A scandal around sex with teenagers haunts the Republican Senate candidate Roy Moore and puts Trump’s party in a difficult situation.

When Beverly Young Nelson was 15 years old, she worked in a restaurant in the town of Gadsden, Alabama: Olde Hickory House. Almost every night, the same man sat at the bar. He complimented her on her looks, flirted with her and even wrote in her high school yearbook: “To a sweeter more beautiful girl, I could not say ‘Merry Christmas’.”

The man was Roy Moore, then a well-known public prosecutor, now the most important candidate to become a Republican senator in Washington. Beverly Young Nelson related at a press conference on Monday that in early 1978, Moore offered to drive her home. When she was in his car, he assaulted her. He touched her breasts and pushed her face towards his groin. She managed to escape. Before he drove away, Moore said, “If you tell anyone about this, no one will believe you.”

Stream of Stories about Moore

Beverly Young Nelson is the fifth woman in a few days who has come forward with stories about sexual abuse by Roy Moore. She is the second person to have experienced this as a minor. After an explosive story in The Washington Post, a stream of stories about Moore’s behavior has started.

The stories show great similarities: As a 30-year-old, he sought contact with girls and young women, after which he forced himself on them. The New Yorker writes that Moore was not allowed to enter the Gadsden Mall because he harassed girls there. He denies this, saying he’s never “dated” a girl “without the permission of her mother” and that “generally” he did not seek sexual contact with teenagers.

In the space of a few days, Moore, 70, has become politically contaminated; hardly any Republican still dares to support his campaign. On Dec.12, special elections will take place in Alabama to fill Attorney General Jeff Sessions’ Senate seat. Majority Leader Mitch McConnell summoned Moore on Monday to cease his campaign, saying, “I believe the women.”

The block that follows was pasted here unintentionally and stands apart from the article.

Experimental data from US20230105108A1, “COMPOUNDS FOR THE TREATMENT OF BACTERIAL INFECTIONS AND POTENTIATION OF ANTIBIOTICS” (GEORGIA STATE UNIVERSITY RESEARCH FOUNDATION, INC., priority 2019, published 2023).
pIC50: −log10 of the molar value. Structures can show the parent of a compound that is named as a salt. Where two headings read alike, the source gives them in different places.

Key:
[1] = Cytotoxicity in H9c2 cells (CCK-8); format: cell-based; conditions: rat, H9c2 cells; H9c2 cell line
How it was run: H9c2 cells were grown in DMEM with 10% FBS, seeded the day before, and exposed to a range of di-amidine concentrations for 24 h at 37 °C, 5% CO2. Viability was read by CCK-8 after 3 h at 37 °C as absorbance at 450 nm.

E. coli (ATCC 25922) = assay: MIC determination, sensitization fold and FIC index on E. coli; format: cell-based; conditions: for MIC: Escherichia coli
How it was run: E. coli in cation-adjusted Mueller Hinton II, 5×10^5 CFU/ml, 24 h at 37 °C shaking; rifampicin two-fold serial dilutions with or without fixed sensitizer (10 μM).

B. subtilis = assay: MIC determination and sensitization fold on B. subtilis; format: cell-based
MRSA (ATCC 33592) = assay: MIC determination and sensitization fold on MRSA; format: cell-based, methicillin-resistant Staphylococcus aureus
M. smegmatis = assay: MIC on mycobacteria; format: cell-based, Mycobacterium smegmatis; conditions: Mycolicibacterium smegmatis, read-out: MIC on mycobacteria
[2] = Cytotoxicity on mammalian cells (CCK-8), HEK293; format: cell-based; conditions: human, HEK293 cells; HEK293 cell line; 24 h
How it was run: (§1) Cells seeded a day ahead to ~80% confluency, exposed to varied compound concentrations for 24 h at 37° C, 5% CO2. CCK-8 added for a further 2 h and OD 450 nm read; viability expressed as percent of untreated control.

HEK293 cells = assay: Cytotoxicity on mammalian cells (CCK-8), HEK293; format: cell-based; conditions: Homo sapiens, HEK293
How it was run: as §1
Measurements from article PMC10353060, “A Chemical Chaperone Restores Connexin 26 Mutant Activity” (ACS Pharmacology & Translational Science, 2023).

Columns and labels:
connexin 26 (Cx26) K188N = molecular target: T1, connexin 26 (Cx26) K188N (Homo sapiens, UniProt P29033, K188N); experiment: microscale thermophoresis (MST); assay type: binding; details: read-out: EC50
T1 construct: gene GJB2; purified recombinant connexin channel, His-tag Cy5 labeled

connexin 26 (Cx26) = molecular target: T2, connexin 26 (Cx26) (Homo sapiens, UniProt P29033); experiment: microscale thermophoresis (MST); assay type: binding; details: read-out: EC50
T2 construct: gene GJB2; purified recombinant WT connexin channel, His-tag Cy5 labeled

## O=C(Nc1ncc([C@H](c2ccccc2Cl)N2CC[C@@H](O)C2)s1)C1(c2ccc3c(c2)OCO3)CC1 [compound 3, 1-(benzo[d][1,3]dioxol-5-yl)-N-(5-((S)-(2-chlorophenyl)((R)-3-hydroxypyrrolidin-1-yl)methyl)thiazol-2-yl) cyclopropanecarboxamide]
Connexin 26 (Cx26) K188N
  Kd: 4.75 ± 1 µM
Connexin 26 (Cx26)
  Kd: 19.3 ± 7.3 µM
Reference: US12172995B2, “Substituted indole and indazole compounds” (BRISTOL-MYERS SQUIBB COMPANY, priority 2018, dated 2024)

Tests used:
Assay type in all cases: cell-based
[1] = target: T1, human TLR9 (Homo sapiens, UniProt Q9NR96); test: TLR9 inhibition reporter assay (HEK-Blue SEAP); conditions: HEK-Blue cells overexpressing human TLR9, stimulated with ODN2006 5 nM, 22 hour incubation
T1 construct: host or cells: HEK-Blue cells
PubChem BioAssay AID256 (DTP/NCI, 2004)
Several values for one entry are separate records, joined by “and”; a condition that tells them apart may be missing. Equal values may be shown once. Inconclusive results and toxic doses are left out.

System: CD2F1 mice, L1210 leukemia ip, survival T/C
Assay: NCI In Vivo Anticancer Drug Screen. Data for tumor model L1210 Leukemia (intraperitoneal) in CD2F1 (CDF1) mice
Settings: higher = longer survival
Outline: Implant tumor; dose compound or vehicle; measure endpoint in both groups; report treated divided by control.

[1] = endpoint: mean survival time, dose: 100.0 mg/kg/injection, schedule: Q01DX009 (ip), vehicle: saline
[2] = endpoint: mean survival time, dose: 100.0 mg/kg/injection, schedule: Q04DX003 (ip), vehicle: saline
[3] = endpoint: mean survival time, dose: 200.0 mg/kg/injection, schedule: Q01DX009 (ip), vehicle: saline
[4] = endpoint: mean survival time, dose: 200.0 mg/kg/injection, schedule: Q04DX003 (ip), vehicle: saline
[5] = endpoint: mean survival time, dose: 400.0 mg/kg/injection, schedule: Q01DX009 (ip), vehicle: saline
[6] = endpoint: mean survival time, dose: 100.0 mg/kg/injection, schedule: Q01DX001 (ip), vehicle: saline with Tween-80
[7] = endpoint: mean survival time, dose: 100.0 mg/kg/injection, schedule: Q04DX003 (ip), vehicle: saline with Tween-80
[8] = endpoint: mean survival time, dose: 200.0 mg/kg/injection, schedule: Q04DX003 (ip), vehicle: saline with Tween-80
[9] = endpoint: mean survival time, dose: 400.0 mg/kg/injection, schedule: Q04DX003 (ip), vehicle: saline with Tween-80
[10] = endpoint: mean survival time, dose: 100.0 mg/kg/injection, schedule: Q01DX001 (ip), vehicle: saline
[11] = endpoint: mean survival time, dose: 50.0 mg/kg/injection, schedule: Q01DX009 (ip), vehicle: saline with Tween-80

McConnell is supported by almost all Republican senators. Even a former ally like Ted Cruz says that the old judge needs to recuse himself. “Adult men normally do not sign high school girls’ yearbooks,” Cruz said.

But Moore is not leaving. He has a good chance of winning against Democrat, Doug Jones, in the deeply conservative state. Moore is making it into a battle of directions. Those who want him gone are the party elite. They have supposedly conspired with “the Obama-Clinton Machine.”

Moore claims to be executing Trump’s agenda. The president is an outsider, just like me, he says. During the Republican primaries, Trump supported Moore’s rival, but he openly sympathized with the ex-judge. Moore wanted to criminalize “homosexual behavior,” believed that 9/11 was a punishment from God and that Obama was not born in the U.S. He waved a revolver during a campaign meeting to support free possession of weapons.

Moore has received full support from Trump’s friend and former strategist Steve Bannon, who now heads the right-wing website, Breitbart. Bannon has sent reporters to Alabama to disprove the allegations against Moore. Also, influential Fox News host Sean Hannity supports him every night. But advertisers are starting to pull back, on top of which Republicans called for a boycott of a critical sponsor, the coffee brand Keurig. This made Hannity turn. He gave Moore an ultimatum to prove his innocence.

In Alabama, Moore is defended by prominent Republicans, like Jim Zeigler., who said, “.. take Joseph and Mary. Mary was a teenager, and Joseph was an adult carpenter. They became parents of Jesus.”

Consequences for National Politics

Moore has turned his isolation into a virtue and is taking advantage of the Trump sentiment. He has called for the resignation of party leader McConnell and thereby is using the anger among Republican constituents about the party leadership to his own advantage.

Chances are that the party needs to learn to live with Moore. There are few means to take an office away from an elected senator. Senators say that they can vote to remove Moore from the Senate; the last time this happened was in 1862. The New York Times reported on Monday that the White House is toying with the idea of having the Republican governor of Alabama refuse Moore’s seat ahead of time.

After that, Attorney General Sessions would have to take the seat he held for 20 years. This move would release Trump from a second problem: Sessions is not allowed to pry into the Russia file. For that reason, Trump often speculates about the resignation of Sessions. This solution would make the Russia investigation slightly less risky for Trump.

It is also possible that Moore might lose the election. The Democrat Doug Jones has taken the lead in some polls. If he wins, the Republican majority in the Senate will narrow further: 51 out of 100 seats. But for most Republicans in Washington, it’s worth it.